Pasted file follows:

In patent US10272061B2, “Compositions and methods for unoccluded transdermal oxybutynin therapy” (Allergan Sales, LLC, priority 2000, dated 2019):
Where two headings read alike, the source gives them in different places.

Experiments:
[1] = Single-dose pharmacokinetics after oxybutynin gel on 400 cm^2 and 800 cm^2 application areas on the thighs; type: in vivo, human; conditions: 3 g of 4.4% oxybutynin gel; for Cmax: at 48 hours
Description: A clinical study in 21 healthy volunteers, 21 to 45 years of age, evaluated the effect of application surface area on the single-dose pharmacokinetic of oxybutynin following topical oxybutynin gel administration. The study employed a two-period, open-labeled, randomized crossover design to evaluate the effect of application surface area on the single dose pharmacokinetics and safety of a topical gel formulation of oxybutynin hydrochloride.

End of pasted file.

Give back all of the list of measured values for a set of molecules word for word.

In patent US10272061B2, “Compositions and methods for unoccluded transdermal oxybutynin therapy” (Allergan Sales, LLC, priority 2000, dated 2019):
Where two headings read alike, the source gives them in different places.

Experiments:
[1] = Single-dose pharmacokinetics after oxybutynin gel on 400 cm^2 and 800 cm^2 application areas on the thighs; type: in vivo, human; conditions: 3 g of 4.4% oxybutynin gel; for Cmax: at 48 hours
Description: A clinical study in 21 healthy volunteers, 21 to 45 years of age, evaluated the effect of application surface area on the single-dose pharmacokinetic of oxybutynin following topical oxybutynin gel administration. The study employed a two-period, open-labeled, randomized crossover design to evaluate the effect of application surface area on the single dose pharmacokinetics and safety of a topical gel formulation of oxybutynin hydrochloride.